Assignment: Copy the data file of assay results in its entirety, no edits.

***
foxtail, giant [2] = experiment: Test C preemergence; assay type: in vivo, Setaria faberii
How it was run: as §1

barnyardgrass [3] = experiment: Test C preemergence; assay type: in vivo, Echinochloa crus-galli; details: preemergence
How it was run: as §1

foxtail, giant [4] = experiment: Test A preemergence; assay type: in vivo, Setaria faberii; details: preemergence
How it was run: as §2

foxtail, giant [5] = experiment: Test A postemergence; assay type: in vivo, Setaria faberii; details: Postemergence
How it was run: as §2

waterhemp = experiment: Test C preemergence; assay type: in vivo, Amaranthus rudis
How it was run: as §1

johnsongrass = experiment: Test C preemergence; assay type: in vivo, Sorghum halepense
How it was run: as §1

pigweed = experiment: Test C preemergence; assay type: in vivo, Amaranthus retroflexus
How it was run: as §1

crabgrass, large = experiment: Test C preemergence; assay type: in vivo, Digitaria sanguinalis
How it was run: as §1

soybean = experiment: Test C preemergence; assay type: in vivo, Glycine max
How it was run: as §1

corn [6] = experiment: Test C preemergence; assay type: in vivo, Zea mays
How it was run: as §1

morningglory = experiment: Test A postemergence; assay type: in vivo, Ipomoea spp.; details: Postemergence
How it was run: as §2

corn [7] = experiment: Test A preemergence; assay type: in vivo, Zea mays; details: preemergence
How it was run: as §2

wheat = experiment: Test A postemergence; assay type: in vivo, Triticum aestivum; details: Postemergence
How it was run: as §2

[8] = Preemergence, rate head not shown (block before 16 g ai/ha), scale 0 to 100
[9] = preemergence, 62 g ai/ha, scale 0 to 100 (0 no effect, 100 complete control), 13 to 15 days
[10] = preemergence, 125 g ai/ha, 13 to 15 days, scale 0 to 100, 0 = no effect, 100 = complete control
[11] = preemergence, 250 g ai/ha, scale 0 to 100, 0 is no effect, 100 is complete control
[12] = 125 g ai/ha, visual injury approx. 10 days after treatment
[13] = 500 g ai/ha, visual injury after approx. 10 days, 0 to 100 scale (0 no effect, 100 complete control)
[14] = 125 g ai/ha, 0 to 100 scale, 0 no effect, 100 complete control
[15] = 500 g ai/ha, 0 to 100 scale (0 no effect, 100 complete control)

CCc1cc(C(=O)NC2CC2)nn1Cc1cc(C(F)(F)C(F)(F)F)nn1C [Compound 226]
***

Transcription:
foxtail, giant [2] = experiment: Test C preemergence; assay type: in vivo, Setaria faberii
How it was run: as §1

barnyardgrass [3] = experiment: Test C preemergence; assay type: in vivo, Echinochloa crus-galli; details: preemergence
How it was run: as §1

foxtail, giant [4] = experiment: Test A preemergence; assay type: in vivo, Setaria faberii; details: preemergence
How it was run: as §2

foxtail, giant [5] = experiment: Test A postemergence; assay type: in vivo, Setaria faberii; details: Postemergence
How it was run: as §2

waterhemp = experiment: Test C preemergence; assay type: in vivo, Amaranthus rudis
How it was run: as §1

johnsongrass = experiment: Test C preemergence; assay type: in vivo, Sorghum halepense
How it was run: as §1

pigweed = experiment: Test C preemergence; assay type: in vivo, Amaranthus retroflexus
How it was run: as §1

crabgrass, large = experiment: Test C preemergence; assay type: in vivo, Digitaria sanguinalis
How it was run: as §1

soybean = experiment: Test C preemergence; assay type: in vivo, Glycine max
How it was run: as §1

corn [6] = experiment: Test C preemergence; assay type: in vivo, Zea mays
How it was run: as §1

morningglory = experiment: Test A postemergence; assay type: in vivo, Ipomoea spp.; details: Postemergence
How it was run: as §2

corn [7] = experiment: Test A preemergence; assay type: in vivo, Zea mays; details: preemergence
How it was run: as §2

wheat = experiment: Test A postemergence; assay type: in vivo, Triticum aestivum; details: Postemergence
How it was run: as §2

[8] = Preemergence, rate head not shown (block before 16 g ai/ha), scale 0 to 100
[9] = preemergence, 62 g ai/ha, scale 0 to 100 (0 no effect, 100 complete control), 13 to 15 days
[10] = preemergence, 125 g ai/ha, 13 to 15 days, scale 0 to 100, 0 = no effect, 100 = complete control
[11] = preemergence, 250 g ai/ha, scale 0 to 100, 0 is no effect, 100 is complete control
[12] = 125 g ai/ha, visual injury approx. 10 days after treatment
[13] = 500 g ai/ha, visual injury after approx. 10 days, 0 to 100 scale (0 no effect, 100 complete control)
[14] = 125 g ai/ha, 0 to 100 scale, 0 no effect, 100 complete control
[15] = 500 g ai/ha, 0 to 100 scale (0 no effect, 100 complete control)

CCc1cc(C(=O)NC2CC2)nn1Cc1cc(C(F)(F)C(F)(F)F)nn1C [Compound 226]